The Akron Zoo has received a $1.5 million estate gift, which is the largest estate gift in the zoo’s history. The executor of the estate has requested to keep the donor’s name anonymous. The gift supports the zoo’s conservation efforts to protect critically endangered species.
The gift will fund construction on two habitats, a private yard for red wolves and a habitat for white-winged wood ducks and Bali mynahs. The red wolf yard will provide more space for breeding in the future. Red wolves are critically endangered, with fewer than 20 left in their native habitat. The Akron Zoo has partnered with U.S. Fish and Wildlife Services to cross foster pups in the past, and this yard will allow for the zoo to continue its participation in the program.
The new white-winged wood duck and Bali mynah habitat will be incorporated in the zoo’s Lehner Family Foundation Wild Asia, which opened in May 2021. Bali mynahs are critically endangered, with fewer than 100 birds left in their habitat. White-winged wood ducks are classified as endangered, with less than 800 birds remaining in their native habitat. The new habitat will allow for breeding of both species.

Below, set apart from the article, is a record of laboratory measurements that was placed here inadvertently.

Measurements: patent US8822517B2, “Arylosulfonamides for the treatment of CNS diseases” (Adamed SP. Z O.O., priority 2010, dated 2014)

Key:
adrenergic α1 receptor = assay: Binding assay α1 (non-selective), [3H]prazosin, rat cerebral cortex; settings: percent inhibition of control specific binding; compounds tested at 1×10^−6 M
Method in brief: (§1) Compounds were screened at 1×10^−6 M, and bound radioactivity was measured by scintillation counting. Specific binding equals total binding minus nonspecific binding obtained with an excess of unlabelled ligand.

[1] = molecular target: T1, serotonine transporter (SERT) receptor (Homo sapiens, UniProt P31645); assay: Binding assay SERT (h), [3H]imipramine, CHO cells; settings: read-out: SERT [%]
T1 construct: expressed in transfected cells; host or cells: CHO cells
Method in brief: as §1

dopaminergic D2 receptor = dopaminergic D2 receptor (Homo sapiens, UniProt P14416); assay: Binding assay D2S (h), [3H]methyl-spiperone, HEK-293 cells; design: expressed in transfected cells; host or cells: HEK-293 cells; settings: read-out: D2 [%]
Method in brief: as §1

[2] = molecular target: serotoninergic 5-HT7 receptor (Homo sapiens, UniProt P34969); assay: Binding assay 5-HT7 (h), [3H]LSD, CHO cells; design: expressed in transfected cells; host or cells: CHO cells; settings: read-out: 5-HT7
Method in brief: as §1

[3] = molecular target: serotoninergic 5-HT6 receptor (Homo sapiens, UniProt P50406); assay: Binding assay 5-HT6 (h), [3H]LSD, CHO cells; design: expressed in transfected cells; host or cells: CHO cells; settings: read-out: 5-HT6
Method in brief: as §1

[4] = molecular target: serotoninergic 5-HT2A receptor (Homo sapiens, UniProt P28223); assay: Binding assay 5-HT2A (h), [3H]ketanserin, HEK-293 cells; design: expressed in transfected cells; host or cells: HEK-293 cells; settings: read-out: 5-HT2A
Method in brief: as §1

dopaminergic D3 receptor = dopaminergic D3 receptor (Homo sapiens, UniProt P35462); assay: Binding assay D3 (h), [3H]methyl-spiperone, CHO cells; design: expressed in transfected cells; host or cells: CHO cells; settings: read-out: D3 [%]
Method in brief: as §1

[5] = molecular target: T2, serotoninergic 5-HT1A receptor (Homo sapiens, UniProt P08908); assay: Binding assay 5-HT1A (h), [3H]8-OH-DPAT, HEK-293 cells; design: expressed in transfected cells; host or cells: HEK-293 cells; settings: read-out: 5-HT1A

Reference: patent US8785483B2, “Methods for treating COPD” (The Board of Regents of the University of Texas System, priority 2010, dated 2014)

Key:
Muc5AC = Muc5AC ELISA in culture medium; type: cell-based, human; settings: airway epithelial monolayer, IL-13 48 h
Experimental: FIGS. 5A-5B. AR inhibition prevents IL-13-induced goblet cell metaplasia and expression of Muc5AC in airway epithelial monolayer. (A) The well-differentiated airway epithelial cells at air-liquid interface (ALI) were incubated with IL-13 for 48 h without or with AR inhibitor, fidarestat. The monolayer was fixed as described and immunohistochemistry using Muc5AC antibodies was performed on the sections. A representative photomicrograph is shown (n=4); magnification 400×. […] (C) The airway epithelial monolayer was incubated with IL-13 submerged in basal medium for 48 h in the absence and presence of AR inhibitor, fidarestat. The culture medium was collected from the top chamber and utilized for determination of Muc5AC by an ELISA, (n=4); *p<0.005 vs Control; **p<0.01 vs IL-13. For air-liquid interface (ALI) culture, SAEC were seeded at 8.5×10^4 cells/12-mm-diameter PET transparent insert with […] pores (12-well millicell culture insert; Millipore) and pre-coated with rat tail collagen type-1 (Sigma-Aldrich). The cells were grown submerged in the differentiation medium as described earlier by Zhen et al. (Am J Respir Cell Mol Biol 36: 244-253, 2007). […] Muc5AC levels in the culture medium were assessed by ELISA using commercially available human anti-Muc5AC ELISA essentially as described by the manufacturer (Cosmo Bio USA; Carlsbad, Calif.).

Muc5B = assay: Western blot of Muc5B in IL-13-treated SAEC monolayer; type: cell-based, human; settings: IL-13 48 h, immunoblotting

Along with the new construction, the gift will also fund a Director of Conservation, a newly created position at the Akron Zoo. This senior leadership role will be solely dedicated to wildlife conservation.
"We are excited and humbled to receive this estate gift and we will dedicate ourselves to meeting the donor’s wishes to the fullest possible extent,” said Doug Piekarz, president & CEO. “This transformational gift will have an immediate and lasting impact on the Akron Zoo and its conservation efforts. It will help save species from extinction by supporting animal care, husbandry and breeding programs while setting the stage for the next decade of conservation engagement starting right here in Akron, Ohio.”